The current LRT designs have wide curb radii and added slip lanes, involve removing bike lanes, and propose adding vehicle lanes to accommodate more automobile traffic.
By Matt Pinder
Published February 02, 2017
The LRT public presentation boards [PDF] (Page 18) call for "pedestrian-oriented intersections and crossings" where "curb radii are tightened where possible".
By contrast, the current plans across the project are actually calling for larger curb radii in numerous intersections, as well as slip lanes in many places where they did not exist before.
How does this prioritize pedestrians? At the very least, existing radii sizes should be kept. The proposed design will allow vehicles to round corners quickly, creating a dangerous crossing environment for pedestrians.
Figure 1: Proposed "Slip Lane" at NW corner of King/Dundurn
Figure 2: Larger curb radii proposed for Main/Cline intersection
Cycling is a complementary mode to transit and should be supported above driving within the scope of the project. At the very least, the current specified road width can be modified to accommodate bike lanes by reducing the lane widths from 3.3 m to 2.8 m on eastbound Main Street West and from 3.5 m to 2.8 m on westbound Main Street West.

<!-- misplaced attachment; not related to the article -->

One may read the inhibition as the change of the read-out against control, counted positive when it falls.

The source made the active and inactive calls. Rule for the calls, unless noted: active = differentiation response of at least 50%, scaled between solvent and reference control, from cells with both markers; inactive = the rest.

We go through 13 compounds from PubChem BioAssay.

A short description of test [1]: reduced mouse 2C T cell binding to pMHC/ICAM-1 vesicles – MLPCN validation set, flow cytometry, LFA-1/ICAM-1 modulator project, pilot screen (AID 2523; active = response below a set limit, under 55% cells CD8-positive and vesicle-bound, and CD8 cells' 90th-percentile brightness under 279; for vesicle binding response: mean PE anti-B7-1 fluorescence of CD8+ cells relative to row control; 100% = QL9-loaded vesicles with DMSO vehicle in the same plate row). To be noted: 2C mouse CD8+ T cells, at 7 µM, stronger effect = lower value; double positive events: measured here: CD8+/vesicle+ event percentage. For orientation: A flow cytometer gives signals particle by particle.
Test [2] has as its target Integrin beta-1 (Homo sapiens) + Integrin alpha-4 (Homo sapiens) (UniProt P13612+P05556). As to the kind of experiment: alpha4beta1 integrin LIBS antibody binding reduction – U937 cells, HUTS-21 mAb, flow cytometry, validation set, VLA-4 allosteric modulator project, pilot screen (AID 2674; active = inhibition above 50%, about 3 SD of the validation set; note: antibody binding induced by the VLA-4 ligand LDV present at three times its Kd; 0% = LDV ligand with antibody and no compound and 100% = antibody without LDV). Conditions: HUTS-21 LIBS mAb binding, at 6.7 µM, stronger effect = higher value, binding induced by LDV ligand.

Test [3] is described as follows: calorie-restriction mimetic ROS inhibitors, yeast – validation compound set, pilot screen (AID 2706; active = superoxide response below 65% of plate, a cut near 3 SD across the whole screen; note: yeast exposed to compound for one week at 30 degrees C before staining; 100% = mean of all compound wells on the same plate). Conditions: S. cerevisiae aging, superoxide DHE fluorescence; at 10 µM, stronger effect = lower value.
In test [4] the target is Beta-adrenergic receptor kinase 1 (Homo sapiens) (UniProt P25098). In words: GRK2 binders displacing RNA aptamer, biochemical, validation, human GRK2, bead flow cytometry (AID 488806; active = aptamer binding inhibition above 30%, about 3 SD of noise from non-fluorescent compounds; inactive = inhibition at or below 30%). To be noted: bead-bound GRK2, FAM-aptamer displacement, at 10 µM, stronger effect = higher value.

The City of Toronto's road width guidelines [PDF] allow for an arterial road width to be a minimum of 2.8 m.
Surely we can also do this in Hamilton! A simple design change could allow accommodation of cycling without costing any vehicle lanes.
Figure 3: Vehicle lane width could be reduced to accommodate bike lanes without taking away traffic lanes
Successful urban cores prioritize other modes over automobiles, and Hamilton should not be an exception. The proposal to maintain existing traffic volumes and travel times is costly, environmentally unwise, and undermines the potential of the LRT.
By making driving in the core just a little bit harder, we can make other travel modes more appealing, which can create benefits like reduced parking demand, intensification, and of course higher LRT ridership.
In addition, the proposal to widen Dundurn Street North to five lanes is blatantly disrespectful and destructive to the surrounding community and should be avoided at all costs.
Figure 4: Proposed widening of Dundurn St N from 2 lanes to 5, and a new mega intersection at York/Dundurn
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